20.12.2016: Due to a change in international commitments, Barry Gibb’s ‘In The Now World Tour’ Australian and New Zealand show dates, scheduled for April 2017, will not go ahead.
As it is currently not possible to reschedule the performances, refunds will be available to all ticket holders of the Live Nation produced headline shows (excludes Bluesfest).
Tickets purchased by credit or debit card will be refunded in full and ticket holders do not need to take any action.
Please allow up to ten working days for the refund to appear in your account. If the original credit card you used for the purchase has been cancelled or no longer valid please contact place of purchase.
For customers that purchased at an agency by cash or EFTPOS, Ticketek will be in contact with these customers directly to advise how to process their refund.
Further refund enquiries should be directed to Ticketek, phone 132 849.
For Byron Bay Bluesfest patrons, Monday Single Day Tickets are available for refund from December 20, 2016 until 7 days after the new Artist Announcement for Easter Monday has been made.
FOR NEW ZEALAND CUSTOMERS:
For all tickets booked online or by phone, the credit card used in the booking will automatically be refunded. Please allow up to ten days to receive your refund. If the original credit card you used for the purchase has been cancelled or no longer valid please contact place of purchase.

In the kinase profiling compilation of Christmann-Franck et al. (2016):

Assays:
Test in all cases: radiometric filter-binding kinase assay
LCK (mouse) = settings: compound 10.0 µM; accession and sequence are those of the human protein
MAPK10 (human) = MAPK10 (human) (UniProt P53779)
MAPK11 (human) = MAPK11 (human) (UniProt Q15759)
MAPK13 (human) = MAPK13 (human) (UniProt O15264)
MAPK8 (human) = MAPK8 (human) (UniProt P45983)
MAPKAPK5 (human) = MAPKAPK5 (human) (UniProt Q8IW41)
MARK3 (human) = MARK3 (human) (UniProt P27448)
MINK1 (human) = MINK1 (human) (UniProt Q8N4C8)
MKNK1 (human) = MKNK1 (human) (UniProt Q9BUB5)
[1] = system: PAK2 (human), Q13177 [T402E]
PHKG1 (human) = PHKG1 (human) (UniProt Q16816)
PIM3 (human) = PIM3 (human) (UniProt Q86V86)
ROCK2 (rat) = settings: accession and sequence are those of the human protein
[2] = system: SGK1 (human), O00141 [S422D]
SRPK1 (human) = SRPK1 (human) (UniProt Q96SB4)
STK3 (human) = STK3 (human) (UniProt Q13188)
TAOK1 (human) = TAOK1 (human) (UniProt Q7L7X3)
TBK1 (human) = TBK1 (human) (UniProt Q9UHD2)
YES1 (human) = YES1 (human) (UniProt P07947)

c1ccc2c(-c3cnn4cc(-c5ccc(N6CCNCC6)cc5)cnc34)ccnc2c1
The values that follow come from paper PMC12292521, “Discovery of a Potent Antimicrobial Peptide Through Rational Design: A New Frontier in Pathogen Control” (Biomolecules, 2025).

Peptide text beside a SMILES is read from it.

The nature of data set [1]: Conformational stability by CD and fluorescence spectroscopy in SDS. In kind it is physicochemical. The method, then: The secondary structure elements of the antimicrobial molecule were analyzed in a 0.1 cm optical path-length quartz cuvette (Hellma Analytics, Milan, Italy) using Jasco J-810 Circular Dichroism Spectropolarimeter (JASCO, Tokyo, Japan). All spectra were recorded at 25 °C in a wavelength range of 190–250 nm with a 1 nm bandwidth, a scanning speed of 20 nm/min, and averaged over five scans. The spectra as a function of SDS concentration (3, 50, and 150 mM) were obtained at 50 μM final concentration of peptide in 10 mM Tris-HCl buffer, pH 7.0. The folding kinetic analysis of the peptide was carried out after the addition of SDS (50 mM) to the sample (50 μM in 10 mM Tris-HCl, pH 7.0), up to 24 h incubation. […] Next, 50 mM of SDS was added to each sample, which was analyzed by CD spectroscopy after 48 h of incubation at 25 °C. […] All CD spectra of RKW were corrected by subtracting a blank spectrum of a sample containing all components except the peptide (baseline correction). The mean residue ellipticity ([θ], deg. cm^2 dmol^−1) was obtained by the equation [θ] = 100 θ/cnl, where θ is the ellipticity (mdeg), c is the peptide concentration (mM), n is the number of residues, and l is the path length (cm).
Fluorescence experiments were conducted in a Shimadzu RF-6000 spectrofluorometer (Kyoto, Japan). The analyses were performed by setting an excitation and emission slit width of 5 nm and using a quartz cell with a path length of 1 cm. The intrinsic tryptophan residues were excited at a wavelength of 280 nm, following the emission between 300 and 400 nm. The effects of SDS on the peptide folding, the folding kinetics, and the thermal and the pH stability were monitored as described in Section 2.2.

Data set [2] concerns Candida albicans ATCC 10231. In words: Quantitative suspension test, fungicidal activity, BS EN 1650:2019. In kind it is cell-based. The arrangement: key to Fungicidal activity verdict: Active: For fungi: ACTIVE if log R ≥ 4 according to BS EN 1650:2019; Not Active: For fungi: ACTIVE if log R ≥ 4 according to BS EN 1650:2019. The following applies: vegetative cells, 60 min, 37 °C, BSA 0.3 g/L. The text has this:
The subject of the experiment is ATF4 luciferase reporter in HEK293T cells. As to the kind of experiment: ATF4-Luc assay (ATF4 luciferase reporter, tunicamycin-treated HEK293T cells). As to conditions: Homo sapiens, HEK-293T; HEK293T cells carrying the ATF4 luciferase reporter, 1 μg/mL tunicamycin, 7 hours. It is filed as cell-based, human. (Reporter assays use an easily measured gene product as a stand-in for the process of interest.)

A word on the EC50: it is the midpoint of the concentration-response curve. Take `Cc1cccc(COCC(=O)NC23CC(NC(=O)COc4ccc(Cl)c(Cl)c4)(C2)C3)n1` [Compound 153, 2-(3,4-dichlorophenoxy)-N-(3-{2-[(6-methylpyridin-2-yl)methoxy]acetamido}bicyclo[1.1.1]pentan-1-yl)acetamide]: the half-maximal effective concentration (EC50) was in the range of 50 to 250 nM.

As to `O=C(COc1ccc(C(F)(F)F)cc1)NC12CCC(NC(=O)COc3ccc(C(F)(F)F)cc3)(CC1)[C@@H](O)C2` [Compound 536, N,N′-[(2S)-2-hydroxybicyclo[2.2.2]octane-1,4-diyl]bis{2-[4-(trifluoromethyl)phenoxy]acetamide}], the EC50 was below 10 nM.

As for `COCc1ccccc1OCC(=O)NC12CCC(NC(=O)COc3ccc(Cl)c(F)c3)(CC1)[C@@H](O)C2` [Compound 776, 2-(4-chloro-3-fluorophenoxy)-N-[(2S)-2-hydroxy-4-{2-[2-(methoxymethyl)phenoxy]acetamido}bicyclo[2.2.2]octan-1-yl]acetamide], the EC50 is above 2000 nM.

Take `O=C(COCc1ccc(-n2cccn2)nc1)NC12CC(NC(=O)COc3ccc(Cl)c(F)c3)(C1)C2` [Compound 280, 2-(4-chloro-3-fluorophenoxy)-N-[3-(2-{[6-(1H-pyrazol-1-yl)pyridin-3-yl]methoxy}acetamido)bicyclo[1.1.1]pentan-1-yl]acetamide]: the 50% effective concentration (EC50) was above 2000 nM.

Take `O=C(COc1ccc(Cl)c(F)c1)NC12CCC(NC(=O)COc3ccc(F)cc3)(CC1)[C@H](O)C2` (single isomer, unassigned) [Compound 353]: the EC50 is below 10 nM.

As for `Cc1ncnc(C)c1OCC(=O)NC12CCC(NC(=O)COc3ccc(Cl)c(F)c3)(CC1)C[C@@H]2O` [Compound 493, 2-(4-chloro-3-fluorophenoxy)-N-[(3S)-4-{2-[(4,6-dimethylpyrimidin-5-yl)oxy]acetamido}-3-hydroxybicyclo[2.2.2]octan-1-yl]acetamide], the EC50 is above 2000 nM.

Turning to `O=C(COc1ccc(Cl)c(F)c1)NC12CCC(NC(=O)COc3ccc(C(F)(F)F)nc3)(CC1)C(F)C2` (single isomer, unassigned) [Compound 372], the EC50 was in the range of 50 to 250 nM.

If you made your booking at an outlet please return to the original outlet where the booking was made with your ticket(s) and credit card used to purchase in hand to obtain your refund. Refunds will only be provided to the original purchaser on presentation of photo ID.
Further refund enquiries should be directed to Ticketmaster, phone 0800 111 999.
Barry Gibb and Live Nation regret the disappointment to ticket holders.
Born on the Isle of Man in Britain, brother's Barry, Robin, and Maurice Gibbs founded the Bee Gees after their family relocated to Australia in 1958. Featuring intricate vocal harmonies, the band's early sound closely resembled the '60s-era rock popularized by the Beatles, earning them a string of international hits in the swinging decade including "To Love Somebody" and "Massachusetts." It was the band's turn to disco in the mid-'70s, however, that brought them their biggest success -- their contributions to the Saturday Night Fever Soundtrack propelled the album to No. 1 in the UK and US, ringing in the heyday of disco and landing them an impressive five simultaneous Top 10 singles in the US -- a chart dominance that hadn't been seen since the Beatles' mid-'60s run.